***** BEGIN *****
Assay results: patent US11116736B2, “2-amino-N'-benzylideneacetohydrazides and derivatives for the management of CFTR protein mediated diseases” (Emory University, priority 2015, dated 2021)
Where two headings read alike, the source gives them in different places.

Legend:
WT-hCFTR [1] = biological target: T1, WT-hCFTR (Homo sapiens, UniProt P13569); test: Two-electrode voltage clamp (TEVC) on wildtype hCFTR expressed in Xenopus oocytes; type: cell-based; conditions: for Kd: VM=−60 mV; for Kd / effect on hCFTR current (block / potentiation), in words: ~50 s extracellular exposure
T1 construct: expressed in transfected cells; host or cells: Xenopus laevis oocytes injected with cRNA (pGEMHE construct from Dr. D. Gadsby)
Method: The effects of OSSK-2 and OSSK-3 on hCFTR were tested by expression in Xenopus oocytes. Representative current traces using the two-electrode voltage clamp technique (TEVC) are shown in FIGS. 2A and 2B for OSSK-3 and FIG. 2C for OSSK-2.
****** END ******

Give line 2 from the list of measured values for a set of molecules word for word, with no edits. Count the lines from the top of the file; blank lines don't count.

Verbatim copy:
Where two headings read alike, the source gives them in different places.